Alerting followers on the other side of the Atlantic that it would expand beyond the US earlier in the year, Kickstarter has finally launched in the UK, with hundreds of local projects ready to be funded.
With Hurricane Sandy wreaking havoc on the east coast of the US, Kickstarter was forced to close its offices. However, that hasn’t stopped the company from working through power outages and widespread flooding to ensure that projects are reviewed and submitted before its public launch in the UK.
F**k it, we'll do it live!
At the time of writing, Kickstarter offers more than 185 funding projects on its website, with the majority based out of London. The website also displays projects from Edinburgh, Belfast, Manchester, Glasgow, Cardiff, Leeds, Liverpool, Birmingham and Cambridge.
The site lists UK projects with pledges and totals in pounds, but for the most part the site runs exactly the same way than it did before the expansion.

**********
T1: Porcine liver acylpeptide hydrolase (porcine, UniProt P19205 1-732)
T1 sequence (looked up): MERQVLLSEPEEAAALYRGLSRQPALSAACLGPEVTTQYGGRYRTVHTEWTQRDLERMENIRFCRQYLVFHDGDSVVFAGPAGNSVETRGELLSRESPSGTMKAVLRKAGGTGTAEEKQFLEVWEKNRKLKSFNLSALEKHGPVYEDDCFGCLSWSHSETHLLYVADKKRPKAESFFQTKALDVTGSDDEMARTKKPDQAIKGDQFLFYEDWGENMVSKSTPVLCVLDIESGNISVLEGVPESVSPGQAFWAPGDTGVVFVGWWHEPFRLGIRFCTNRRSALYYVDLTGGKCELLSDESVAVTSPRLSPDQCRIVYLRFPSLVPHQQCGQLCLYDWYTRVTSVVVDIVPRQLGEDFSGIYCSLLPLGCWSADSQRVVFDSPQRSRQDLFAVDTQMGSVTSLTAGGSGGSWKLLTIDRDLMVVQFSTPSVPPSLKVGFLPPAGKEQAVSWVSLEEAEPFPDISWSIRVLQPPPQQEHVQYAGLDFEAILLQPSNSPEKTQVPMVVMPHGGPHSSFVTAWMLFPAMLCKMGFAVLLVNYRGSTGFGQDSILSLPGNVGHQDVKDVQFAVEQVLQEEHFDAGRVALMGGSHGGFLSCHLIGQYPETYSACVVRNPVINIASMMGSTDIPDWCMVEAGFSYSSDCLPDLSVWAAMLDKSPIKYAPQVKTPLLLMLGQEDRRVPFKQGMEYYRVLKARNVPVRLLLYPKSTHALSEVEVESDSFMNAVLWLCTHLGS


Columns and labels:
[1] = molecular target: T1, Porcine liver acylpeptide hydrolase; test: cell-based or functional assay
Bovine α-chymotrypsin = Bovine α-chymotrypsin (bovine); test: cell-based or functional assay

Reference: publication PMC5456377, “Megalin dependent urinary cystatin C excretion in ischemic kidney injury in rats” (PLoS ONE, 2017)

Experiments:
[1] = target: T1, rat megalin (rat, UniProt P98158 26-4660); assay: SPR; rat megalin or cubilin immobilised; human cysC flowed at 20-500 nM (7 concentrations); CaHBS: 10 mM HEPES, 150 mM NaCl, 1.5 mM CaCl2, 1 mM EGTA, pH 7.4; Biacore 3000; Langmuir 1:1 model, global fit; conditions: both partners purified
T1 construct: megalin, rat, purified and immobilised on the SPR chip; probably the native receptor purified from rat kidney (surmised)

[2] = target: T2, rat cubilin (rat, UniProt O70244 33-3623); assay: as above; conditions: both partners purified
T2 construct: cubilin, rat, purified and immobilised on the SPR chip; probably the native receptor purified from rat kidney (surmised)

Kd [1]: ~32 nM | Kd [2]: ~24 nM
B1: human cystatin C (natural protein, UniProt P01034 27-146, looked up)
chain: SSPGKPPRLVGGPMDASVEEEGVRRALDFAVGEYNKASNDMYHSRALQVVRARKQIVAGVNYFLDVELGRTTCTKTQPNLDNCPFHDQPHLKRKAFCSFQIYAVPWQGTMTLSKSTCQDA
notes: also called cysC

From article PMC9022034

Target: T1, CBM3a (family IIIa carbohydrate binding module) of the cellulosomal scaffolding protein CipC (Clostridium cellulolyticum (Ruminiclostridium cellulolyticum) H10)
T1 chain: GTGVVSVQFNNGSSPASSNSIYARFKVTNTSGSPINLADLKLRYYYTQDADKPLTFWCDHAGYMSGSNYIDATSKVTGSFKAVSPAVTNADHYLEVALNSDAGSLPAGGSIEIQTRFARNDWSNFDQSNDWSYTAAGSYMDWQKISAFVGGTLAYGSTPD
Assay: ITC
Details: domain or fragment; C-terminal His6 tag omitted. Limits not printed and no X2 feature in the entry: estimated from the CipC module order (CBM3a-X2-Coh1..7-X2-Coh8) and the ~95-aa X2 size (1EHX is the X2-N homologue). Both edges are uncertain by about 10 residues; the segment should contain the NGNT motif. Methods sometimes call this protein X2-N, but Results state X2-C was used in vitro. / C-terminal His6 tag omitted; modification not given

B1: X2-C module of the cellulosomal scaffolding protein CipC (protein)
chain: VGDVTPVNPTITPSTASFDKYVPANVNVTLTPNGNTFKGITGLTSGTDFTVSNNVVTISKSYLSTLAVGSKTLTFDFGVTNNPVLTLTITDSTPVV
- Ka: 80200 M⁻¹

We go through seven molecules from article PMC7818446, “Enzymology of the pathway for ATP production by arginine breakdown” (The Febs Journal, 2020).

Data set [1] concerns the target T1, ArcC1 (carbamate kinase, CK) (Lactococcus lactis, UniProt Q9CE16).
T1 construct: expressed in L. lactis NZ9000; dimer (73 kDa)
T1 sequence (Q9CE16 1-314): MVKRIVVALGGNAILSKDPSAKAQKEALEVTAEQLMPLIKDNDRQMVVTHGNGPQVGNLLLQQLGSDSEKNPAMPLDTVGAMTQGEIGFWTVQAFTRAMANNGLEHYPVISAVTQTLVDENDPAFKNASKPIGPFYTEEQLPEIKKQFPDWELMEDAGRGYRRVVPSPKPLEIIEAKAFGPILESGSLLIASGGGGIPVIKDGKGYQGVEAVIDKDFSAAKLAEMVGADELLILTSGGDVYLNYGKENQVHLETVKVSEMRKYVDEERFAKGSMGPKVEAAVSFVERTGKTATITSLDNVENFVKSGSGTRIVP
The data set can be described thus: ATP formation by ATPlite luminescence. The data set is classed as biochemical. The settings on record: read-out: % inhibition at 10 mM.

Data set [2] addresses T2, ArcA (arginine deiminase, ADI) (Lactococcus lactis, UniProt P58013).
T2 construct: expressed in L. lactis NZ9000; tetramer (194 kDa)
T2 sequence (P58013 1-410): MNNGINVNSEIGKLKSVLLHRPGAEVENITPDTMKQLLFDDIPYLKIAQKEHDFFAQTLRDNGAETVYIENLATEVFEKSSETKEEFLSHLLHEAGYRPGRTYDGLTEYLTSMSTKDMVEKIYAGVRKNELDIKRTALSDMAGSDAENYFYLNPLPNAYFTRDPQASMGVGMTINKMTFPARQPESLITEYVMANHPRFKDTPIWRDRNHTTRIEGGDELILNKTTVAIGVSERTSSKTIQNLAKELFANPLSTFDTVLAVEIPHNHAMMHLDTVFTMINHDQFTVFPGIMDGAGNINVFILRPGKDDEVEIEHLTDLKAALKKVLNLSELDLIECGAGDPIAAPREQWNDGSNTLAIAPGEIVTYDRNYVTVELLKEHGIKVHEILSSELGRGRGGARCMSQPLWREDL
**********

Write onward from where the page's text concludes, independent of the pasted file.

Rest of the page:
The first Kickstarter project to go live in the UK was submitted by a company called Pimoroni Ltd, sourcing funding for “Picade: The arcade cabinet kit for your Raspberry Pi.”
To launch a new Kickstarter project in the UK, creators must be a permanent UK resident with a dedicated address, a UK bank account, government issued ID and a UK credit or debit card. Oh, and be over 18 years of age.
When Kickstarter announced its October 31 launch, it immediately opened UK registrations and allowed funding partners to start building their listing for launch on day one. In a public FAQ, it explained that it felt the three week lead time would give people plenty of time to populate the UK section with projects before it launched.
UK projects aren’t limited to local users either, they are listed alongside others on the site and can be backed by anyone worldwide, regardless of their location.
Kickstarter is turning to a third-party payments processor in the UK, rather than Amazon, which it uses in the US. This means that UK backers will enter their payment info securely right on Kickstarter’s site, rather than being sent out to Amazon to complete the transaction. Processing fees and commissions will stay very similar to what they are in the US.